Photos by Dylan Skye Aycock // Editor-in-chief and John Connor Coulson // Managing Editor
Democratic presidential candidate Hillary Clinton made a stop at Meharry Medical College in Nashville, Tennessee, Sunday to encourage voters ahead of the state’s presidential primary election Tuesday.
Clinton, who secured a victory in South Carolina this weekend, devoted most of her speech to student loan debt and health care, as well as her plan to continue building on President Barack Obama’s ideas and policies if elected.
“You have to ask yourself, ‘why did we need to recover?’ Because the Republicans crashed the economy,” Clinton said, praising President Obama’s efforts to rebuild the economy during his presidency.
The former secretary of state also praised the Affordable Health Care act, adding that 90 percent of Americans are now insured. She added that some states, such as Tennessee, did not expand their Medicaid coverage.
“I’m really sorry that your state did not extend Medicaid to 200,000 working Tennesseans,” Clinton said, adding that, as president, she’ll do whatever she can to convince governors and legislatures to expand it.
“Rural hospitals are closing at an increasing rate in the states that did not extend Medicaid,” she added. “That hurts everybody, not just the folks who are left out.”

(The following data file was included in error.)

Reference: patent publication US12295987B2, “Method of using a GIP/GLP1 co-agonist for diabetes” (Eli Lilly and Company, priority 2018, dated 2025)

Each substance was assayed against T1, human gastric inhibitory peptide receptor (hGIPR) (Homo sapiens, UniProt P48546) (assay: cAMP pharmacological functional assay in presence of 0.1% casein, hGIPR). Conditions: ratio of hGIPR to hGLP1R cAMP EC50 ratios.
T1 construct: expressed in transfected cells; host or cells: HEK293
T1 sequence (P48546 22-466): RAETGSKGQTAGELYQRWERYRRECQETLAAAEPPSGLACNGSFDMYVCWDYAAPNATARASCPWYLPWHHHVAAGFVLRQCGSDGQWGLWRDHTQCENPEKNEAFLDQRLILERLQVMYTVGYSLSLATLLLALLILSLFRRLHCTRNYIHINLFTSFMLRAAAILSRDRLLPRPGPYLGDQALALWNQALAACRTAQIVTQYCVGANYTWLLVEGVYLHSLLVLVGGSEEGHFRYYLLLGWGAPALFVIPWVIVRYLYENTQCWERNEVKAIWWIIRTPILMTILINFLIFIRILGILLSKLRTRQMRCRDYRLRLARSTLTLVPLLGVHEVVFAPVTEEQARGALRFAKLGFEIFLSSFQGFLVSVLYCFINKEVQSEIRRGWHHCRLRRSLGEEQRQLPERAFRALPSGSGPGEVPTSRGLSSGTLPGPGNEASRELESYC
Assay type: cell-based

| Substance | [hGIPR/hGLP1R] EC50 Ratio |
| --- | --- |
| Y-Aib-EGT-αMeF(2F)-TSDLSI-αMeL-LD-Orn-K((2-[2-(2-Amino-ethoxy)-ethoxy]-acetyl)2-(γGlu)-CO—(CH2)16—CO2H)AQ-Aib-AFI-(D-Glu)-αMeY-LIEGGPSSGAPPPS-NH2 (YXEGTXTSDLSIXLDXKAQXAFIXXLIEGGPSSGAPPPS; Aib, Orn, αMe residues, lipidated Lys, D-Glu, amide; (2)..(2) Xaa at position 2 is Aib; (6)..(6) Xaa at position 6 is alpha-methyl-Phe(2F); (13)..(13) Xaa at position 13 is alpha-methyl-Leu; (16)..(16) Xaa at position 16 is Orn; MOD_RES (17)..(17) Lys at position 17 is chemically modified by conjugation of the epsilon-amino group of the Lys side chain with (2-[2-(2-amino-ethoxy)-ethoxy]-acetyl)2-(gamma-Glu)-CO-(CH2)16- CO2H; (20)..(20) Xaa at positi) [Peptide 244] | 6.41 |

Clinton cited the differences between herself and fellow presidential hopeful Sen. Bernie Sanders, specifically on affordable college education by criticizing Sanders’ plan to offer a free college education to everyone in the U.S.
“My problem with making it free for everybody is, not only that it’s really expensive, but, as tax payers, I personally don’t want us paying to send Donald Trump’s youngest child to college,” she said, adding that her approach would be to alleviate student loan pressure and create funds that would help those attending black universities.
Secretary Clinton was not alone at Sunday’s rally — Nashville mayor Megan Barry and ABC Scandal actor Tony Goldwyn, who have both publicly endorsed Clinton, spoke before she took the stage.
“For those of you who might be on the fence or have friends or colleagues who you’re having these conversations with,” Goldwyn said, “I would encourage them to really dig a little deeper and, when you go vote, you look at how it’s really going to happen.”
College students Annie Scruggs and Natalie Erikson said they drove from Knoxville, Tennessee, to attend Clinton’s rally. Scruggs, a master’s student of social work at University of Tennessee Knoxville, 24, said she was originally on the fence between Clinton and Sanders, but she added that today’s event helped sway her support for the former first lady.
“Like [Clinton] said, it’s one thing to have a plan and to do something because it’s right,” said, “but it’s another thing to have a detailed way of going about it … I think she can get it done.”